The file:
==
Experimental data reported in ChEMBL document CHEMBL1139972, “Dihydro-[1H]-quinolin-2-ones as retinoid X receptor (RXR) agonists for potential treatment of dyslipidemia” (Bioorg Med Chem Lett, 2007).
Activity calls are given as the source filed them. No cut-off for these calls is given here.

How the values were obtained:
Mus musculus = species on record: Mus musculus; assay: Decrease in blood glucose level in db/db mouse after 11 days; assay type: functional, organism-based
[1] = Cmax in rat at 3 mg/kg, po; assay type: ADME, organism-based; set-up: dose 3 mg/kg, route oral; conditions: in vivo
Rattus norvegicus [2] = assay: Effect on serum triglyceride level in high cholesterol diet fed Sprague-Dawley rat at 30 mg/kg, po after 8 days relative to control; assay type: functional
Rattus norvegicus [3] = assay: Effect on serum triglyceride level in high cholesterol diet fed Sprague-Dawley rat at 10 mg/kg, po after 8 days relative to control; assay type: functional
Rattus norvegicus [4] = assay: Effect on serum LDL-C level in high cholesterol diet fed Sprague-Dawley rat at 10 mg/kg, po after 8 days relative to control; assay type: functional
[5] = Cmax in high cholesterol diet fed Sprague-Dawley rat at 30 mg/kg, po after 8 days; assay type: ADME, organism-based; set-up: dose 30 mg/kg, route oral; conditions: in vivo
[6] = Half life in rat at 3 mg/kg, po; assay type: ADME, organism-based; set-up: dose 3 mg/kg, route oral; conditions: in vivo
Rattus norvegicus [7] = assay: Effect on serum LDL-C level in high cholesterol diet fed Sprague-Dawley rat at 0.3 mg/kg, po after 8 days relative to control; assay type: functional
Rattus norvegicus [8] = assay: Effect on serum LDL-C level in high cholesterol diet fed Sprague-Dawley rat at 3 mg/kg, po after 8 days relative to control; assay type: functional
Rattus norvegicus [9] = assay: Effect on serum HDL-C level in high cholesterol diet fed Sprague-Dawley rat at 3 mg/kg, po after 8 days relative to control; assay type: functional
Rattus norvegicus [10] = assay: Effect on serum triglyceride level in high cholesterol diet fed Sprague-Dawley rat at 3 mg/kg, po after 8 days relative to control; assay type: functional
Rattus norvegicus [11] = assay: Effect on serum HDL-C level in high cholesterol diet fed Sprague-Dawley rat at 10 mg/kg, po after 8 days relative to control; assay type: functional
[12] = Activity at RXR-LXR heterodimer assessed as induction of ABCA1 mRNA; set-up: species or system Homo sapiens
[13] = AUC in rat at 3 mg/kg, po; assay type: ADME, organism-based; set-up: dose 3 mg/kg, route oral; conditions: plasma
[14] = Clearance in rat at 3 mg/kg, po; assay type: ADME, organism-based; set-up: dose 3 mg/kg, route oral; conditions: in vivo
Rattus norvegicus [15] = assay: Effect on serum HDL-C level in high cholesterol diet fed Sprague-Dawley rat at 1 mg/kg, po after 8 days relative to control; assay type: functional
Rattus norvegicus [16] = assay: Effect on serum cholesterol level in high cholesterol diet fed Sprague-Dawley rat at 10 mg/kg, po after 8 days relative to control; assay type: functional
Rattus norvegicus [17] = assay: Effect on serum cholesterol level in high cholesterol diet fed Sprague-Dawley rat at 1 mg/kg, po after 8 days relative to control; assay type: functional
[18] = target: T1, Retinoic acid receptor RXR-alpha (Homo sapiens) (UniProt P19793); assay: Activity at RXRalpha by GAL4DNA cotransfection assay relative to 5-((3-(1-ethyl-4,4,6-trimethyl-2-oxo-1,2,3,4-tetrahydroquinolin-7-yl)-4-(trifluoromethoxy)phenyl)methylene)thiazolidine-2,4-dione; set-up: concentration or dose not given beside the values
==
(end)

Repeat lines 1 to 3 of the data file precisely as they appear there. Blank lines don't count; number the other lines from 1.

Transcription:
Experimental data reported in ChEMBL document CHEMBL1139972, “Dihydro-[1H]-quinolin-2-ones as retinoid X receptor (RXR) agonists for potential treatment of dyslipidemia” (Bioorg Med Chem Lett, 2007).
Activity calls are given as the source filed them. No cut-off for these calls is given here.

How the values were obtained: